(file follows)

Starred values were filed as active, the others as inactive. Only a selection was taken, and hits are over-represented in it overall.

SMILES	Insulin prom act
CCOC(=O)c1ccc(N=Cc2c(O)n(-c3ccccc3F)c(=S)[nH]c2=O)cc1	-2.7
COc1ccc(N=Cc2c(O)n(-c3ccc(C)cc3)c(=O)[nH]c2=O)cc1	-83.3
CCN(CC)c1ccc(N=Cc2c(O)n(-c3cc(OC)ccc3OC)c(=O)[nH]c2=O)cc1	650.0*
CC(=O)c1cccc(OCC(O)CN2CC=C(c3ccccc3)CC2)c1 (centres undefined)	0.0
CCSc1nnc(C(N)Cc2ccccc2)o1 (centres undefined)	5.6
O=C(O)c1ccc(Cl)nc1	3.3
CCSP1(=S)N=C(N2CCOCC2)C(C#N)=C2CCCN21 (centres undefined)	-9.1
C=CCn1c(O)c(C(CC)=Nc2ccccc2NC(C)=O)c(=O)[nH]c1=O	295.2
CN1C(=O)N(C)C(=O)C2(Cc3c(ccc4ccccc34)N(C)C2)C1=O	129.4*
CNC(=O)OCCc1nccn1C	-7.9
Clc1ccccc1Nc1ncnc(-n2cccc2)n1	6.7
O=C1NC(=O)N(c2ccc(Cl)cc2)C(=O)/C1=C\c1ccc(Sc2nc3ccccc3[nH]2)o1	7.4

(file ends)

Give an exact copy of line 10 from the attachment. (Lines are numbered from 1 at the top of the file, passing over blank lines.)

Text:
C=CCn1c(O)c(C(CC)=Nc2ccccc2NC(C)=O)c(=O)[nH]c1=O	295.2